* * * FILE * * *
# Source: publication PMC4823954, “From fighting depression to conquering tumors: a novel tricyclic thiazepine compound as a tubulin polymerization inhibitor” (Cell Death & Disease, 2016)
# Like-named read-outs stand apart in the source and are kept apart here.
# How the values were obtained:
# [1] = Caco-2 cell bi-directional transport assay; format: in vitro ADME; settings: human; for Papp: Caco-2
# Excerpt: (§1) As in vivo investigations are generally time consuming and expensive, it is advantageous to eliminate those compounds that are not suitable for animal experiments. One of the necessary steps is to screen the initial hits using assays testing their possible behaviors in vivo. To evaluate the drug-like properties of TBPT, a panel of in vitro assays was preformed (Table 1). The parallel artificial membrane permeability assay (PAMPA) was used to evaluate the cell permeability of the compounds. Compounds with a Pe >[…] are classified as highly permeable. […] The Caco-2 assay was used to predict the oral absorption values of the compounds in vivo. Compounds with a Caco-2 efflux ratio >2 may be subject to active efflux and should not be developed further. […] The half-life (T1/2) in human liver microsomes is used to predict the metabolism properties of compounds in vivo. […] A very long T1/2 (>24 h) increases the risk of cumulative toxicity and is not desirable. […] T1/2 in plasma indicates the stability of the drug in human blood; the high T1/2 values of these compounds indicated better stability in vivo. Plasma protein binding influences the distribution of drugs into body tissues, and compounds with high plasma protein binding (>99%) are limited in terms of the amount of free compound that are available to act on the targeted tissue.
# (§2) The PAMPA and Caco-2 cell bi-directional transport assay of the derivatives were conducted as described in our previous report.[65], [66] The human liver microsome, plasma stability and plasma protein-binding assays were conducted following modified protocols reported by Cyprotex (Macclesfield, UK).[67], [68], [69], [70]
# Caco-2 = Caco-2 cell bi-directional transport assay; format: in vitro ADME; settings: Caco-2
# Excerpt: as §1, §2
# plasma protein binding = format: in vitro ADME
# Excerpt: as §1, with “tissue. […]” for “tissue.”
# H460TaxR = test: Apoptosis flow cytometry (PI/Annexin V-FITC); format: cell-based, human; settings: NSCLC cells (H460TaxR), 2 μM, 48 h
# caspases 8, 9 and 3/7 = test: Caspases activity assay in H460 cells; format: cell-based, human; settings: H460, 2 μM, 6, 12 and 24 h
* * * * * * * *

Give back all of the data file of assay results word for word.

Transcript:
# Source: publication PMC4823954, “From fighting depression to conquering tumors: a novel tricyclic thiazepine compound as a tubulin polymerization inhibitor” (Cell Death & Disease, 2016)
# Like-named read-outs stand apart in the source and are kept apart here.
# How the values were obtained:
# [1] = Caco-2 cell bi-directional transport assay; format: in vitro ADME; settings: human; for Papp: Caco-2
# Excerpt: (§1) As in vivo investigations are generally time consuming and expensive, it is advantageous to eliminate those compounds that are not suitable for animal experiments. One of the necessary steps is to screen the initial hits using assays testing their possible behaviors in vivo. To evaluate the drug-like properties of TBPT, a panel of in vitro assays was preformed (Table 1). The parallel artificial membrane permeability assay (PAMPA) was used to evaluate the cell permeability of the compounds. Compounds with a Pe >[…] are classified as highly permeable. […] The Caco-2 assay was used to predict the oral absorption values of the compounds in vivo. Compounds with a Caco-2 efflux ratio >2 may be subject to active efflux and should not be developed further. […] The half-life (T1/2) in human liver microsomes is used to predict the metabolism properties of compounds in vivo. […] A very long T1/2 (>24 h) increases the risk of cumulative toxicity and is not desirable. […] T1/2 in plasma indicates the stability of the drug in human blood; the high T1/2 values of these compounds indicated better stability in vivo. Plasma protein binding influences the distribution of drugs into body tissues, and compounds with high plasma protein binding (>99%) are limited in terms of the amount of free compound that are available to act on the targeted tissue.
# (§2) The PAMPA and Caco-2 cell bi-directional transport assay of the derivatives were conducted as described in our previous report.[65], [66] The human liver microsome, plasma stability and plasma protein-binding assays were conducted following modified protocols reported by Cyprotex (Macclesfield, UK).[67], [68], [69], [70]
# Caco-2 = Caco-2 cell bi-directional transport assay; format: in vitro ADME; settings: Caco-2
# Excerpt: as §1, §2
# plasma protein binding = format: in vitro ADME
# Excerpt: as §1, with “tissue. […]” for “tissue.”
# H460TaxR = test: Apoptosis flow cytometry (PI/Annexin V-FITC); format: cell-based, human; settings: NSCLC cells (H460TaxR), 2 μM, 48 h
# caspases 8, 9 and 3/7 = test: Caspases activity assay in H460 cells; format: cell-based, human; settings: H460, 2 μM, 6, 12 and 24 h